Instrumented, Interconnected and Intelligent — IBM Canada's Perspective on a Digital Economy Strategy

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Submitted by IBM Canada Ltd 2010–07–12 14:00:42 EDT
Theme(s): Building Digital Skills, Canada's Digital Content, Digital Infrastructure, Growing the ICT Industry, Innovation Using Digital Technologies

Summary

IBM Canada's vision for a Digital Economy Strategy is consistent with our Company's call for a new global leadership agenda. This agenda aims to transform the institutions, industries and infrastructure that will improve our quality of life and support our economy's capacity for innovation, productivity and skilled jobs. It is premised on the opportunity to leverage instrumented, interconnected and intelligent technologies to make the world around us smarter and more sustainable. It is a response to an ever changing global economy characterized by disruption, intense competition and rapid innovation.

A Digital Economy Strategy can make Canada smarter, more productive and competitive. Our digital infrastructure needs to be intelligent by leveraging the breadth of our information and communications technologies (ICT) industry's capabilities. Governments and businesses need to be encouraged to adopt emerging services oriented ICT models and solutions. Finally, collaboration is required to renew the Canadian ICT industry's comparative advantage in competitive globally integrated supply chains.

We believe that there are five key priorities for the Strategy:

  1. Position Canada as a leader in the development, use and export of intelligent infrastructure through an inclusive and collaborative Canadian Digital Infrastructure Roadmap.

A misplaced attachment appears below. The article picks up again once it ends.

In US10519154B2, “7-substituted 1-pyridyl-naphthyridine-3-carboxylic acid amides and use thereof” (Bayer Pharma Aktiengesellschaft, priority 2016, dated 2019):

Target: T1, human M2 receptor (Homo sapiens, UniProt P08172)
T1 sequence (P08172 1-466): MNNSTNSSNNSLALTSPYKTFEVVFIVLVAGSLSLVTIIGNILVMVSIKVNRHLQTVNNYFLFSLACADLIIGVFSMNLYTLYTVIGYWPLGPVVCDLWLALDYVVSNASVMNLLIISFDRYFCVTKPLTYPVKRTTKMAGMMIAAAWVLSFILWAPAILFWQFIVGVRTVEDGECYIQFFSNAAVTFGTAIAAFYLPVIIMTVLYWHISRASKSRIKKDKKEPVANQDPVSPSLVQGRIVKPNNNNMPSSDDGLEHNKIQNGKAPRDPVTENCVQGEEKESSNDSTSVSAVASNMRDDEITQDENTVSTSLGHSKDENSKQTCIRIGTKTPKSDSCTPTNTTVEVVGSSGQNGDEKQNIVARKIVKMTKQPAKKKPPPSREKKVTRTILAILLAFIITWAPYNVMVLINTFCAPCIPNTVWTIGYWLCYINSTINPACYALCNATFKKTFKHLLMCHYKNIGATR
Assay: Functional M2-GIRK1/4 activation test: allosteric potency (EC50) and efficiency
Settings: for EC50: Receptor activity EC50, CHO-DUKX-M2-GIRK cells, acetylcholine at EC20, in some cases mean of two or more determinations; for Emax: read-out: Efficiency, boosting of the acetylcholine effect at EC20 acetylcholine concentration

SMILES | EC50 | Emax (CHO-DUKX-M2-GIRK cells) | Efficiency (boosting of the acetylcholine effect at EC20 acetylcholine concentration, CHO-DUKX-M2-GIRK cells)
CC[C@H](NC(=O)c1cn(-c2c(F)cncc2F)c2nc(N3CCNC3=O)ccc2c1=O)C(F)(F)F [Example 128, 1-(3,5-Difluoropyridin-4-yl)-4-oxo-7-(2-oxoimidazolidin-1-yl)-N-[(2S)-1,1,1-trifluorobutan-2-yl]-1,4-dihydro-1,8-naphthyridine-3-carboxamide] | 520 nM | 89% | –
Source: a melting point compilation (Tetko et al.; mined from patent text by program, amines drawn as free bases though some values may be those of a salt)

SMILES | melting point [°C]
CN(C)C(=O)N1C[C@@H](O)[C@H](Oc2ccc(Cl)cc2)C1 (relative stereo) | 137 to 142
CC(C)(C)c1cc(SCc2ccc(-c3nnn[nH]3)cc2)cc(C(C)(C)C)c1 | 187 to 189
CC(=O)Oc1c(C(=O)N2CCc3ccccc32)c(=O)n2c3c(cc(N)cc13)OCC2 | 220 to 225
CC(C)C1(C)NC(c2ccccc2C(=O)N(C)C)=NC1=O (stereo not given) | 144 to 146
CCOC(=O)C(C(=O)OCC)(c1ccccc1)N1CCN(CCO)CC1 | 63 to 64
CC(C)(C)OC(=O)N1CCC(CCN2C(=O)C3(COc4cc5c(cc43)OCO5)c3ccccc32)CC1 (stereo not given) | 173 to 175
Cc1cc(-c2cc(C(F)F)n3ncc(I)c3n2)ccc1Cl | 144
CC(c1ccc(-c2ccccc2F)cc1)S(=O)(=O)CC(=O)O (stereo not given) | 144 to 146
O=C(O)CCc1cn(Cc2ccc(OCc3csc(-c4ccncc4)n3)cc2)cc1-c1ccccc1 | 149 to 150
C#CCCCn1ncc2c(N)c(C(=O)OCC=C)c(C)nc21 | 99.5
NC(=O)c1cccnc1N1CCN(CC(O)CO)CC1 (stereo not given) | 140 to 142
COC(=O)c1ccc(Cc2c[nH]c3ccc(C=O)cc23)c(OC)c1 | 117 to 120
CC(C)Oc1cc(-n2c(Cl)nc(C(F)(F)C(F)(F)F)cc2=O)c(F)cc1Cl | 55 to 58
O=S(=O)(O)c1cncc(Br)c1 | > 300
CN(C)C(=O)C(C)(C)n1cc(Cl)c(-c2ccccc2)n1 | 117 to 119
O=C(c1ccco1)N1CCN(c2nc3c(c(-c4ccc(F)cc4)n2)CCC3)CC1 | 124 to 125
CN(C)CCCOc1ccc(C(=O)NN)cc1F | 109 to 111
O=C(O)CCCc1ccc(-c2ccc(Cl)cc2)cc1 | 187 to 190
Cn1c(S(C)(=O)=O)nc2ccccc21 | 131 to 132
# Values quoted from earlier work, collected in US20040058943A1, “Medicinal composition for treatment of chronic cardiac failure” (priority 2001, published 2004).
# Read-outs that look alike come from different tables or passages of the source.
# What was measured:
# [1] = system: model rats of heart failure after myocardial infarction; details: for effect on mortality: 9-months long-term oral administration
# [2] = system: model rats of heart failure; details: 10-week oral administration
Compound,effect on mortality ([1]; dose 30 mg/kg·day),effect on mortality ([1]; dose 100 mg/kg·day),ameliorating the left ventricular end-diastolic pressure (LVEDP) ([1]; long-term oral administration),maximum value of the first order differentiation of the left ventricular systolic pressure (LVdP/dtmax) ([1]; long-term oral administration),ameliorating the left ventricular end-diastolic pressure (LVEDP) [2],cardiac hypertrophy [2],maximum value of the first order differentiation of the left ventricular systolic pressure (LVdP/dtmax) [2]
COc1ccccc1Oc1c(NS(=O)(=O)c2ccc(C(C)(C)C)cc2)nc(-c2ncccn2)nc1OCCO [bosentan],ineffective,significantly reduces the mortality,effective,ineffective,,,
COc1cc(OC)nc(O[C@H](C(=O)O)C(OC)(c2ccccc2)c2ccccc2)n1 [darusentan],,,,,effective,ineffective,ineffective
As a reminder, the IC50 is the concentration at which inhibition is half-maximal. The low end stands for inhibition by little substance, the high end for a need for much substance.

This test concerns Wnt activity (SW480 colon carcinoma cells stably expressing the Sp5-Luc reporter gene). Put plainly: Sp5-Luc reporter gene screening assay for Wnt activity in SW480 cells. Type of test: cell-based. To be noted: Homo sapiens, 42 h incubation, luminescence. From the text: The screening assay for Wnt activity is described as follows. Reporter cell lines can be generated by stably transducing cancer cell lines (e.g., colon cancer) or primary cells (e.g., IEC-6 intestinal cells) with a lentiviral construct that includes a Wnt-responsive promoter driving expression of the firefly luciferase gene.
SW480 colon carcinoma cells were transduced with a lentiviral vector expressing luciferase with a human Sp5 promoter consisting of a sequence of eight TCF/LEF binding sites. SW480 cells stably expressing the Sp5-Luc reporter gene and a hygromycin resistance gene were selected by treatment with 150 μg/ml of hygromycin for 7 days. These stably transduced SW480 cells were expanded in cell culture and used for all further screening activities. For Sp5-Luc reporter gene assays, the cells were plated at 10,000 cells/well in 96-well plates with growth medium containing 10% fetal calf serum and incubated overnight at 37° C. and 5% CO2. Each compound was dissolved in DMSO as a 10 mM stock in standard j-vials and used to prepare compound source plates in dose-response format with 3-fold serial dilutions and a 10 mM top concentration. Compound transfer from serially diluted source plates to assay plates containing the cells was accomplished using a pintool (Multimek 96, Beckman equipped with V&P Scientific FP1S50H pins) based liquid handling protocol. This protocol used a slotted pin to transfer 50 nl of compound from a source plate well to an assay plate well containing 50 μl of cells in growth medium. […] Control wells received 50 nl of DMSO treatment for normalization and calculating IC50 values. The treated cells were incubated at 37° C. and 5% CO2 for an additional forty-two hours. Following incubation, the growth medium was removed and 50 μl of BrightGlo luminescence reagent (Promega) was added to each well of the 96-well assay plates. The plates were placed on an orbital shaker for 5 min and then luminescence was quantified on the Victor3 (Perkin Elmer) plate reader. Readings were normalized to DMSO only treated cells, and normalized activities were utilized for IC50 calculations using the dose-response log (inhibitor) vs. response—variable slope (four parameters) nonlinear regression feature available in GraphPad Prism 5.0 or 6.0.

2. Encourage businesses to make maximum use of emerging, services oriented ICT models through flexible incentives and strategic government leadership.
  3. Strengthen the capacity of Canada's ICT industry to compete in globally integrated supply chains through strategic incentives and collaborative investment partnerships.
  4. Establish Canada's digital content advantage in the form of a Global Centre of Excellence in Business Intelligence and Data Analytics.
  5. Drive a skills agenda that makes a difference today and provides a basis for innovation and competitiveness tomorrow. This includes multidisciplinary research and education for a global, service driven digital economy.

Canada is emerging strongly from a significant period of economic disruption. The ability to sustain this progress is contingent upon making choices that will enable Canada's businesses, industries, institutions and infrastructure to not just be stronger, but smarter. We believe that this is how a Digital Economy Strategy will drive innovation, productivity and competitiveness and make a difference to Canadians.


Submission